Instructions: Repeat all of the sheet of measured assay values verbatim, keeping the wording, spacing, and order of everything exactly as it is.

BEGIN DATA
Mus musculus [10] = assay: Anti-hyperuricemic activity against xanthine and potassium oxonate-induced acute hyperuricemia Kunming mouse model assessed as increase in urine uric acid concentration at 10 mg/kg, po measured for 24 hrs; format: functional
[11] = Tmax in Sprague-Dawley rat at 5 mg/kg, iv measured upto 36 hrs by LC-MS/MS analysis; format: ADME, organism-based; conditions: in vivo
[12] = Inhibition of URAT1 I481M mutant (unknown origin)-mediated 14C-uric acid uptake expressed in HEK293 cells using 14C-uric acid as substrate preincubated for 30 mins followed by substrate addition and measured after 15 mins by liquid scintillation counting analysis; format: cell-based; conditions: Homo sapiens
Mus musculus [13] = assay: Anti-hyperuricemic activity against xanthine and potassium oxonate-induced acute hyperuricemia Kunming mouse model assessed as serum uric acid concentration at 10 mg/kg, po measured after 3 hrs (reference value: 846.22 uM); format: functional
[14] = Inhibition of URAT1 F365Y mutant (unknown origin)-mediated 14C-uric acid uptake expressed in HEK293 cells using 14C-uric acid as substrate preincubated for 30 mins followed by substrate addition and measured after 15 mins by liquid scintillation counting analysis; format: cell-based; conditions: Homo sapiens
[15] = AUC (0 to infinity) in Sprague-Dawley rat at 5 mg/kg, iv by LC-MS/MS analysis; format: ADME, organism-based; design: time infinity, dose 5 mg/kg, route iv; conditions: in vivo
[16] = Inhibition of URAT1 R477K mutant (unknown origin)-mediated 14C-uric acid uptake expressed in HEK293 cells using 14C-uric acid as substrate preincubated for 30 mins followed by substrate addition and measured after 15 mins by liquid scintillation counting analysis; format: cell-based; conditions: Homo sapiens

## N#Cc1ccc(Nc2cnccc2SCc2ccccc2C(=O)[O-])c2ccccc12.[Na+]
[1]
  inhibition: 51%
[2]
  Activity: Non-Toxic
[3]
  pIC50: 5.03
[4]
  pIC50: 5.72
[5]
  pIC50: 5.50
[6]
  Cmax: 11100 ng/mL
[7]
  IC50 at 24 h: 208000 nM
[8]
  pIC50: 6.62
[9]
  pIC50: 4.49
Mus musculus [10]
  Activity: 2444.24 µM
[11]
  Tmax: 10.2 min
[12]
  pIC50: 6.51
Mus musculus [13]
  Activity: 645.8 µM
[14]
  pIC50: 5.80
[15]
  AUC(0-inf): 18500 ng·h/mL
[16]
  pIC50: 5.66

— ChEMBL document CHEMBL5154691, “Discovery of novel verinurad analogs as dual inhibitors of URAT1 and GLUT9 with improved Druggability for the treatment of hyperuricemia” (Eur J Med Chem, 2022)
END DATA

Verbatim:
Mus musculus [10] = assay: Anti-hyperuricemic activity against xanthine and potassium oxonate-induced acute hyperuricemia Kunming mouse model assessed as increase in urine uric acid concentration at 10 mg/kg, po measured for 24 hrs; format: functional
[11] = Tmax in Sprague-Dawley rat at 5 mg/kg, iv measured upto 36 hrs by LC-MS/MS analysis; format: ADME, organism-based; conditions: in vivo
[12] = Inhibition of URAT1 I481M mutant (unknown origin)-mediated 14C-uric acid uptake expressed in HEK293 cells using 14C-uric acid as substrate preincubated for 30 mins followed by substrate addition and measured after 15 mins by liquid scintillation counting analysis; format: cell-based; conditions: Homo sapiens
Mus musculus [13] = assay: Anti-hyperuricemic activity against xanthine and potassium oxonate-induced acute hyperuricemia Kunming mouse model assessed as serum uric acid concentration at 10 mg/kg, po measured after 3 hrs (reference value: 846.22 uM); format: functional
[14] = Inhibition of URAT1 F365Y mutant (unknown origin)-mediated 14C-uric acid uptake expressed in HEK293 cells using 14C-uric acid as substrate preincubated for 30 mins followed by substrate addition and measured after 15 mins by liquid scintillation counting analysis; format: cell-based; conditions: Homo sapiens
[15] = AUC (0 to infinity) in Sprague-Dawley rat at 5 mg/kg, iv by LC-MS/MS analysis; format: ADME, organism-based; design: time infinity, dose 5 mg/kg, route iv; conditions: in vivo
[16] = Inhibition of URAT1 R477K mutant (unknown origin)-mediated 14C-uric acid uptake expressed in HEK293 cells using 14C-uric acid as substrate preincubated for 30 mins followed by substrate addition and measured after 15 mins by liquid scintillation counting analysis; format: cell-based; conditions: Homo sapiens

## N#Cc1ccc(Nc2cnccc2SCc2ccccc2C(=O)[O-])c2ccccc12.[Na+]
[1]
  inhibition: 51%
[2]
  Activity: Non-Toxic
[3]
  pIC50: 5.03
[4]
  pIC50: 5.72
[5]
  pIC50: 5.50
[6]
  Cmax: 11100 ng/mL
[7]
  IC50 at 24 h: 208000 nM
[8]
  pIC50: 6.62
[9]
  pIC50: 4.49
Mus musculus [10]
  Activity: 2444.24 µM
[11]
  Tmax: 10.2 min
[12]
  pIC50: 6.51
Mus musculus [13]
  Activity: 645.8 µM
[14]
  pIC50: 5.80
[15]
  AUC(0-inf): 18500 ng·h/mL
[16]
  pIC50: 5.66

— ChEMBL document CHEMBL5154691, “Discovery of novel verinurad analogs as dual inhibitors of URAT1 and GLUT9 with improved Druggability for the treatment of hyperuricemia” (Eur J Med Chem, 2022)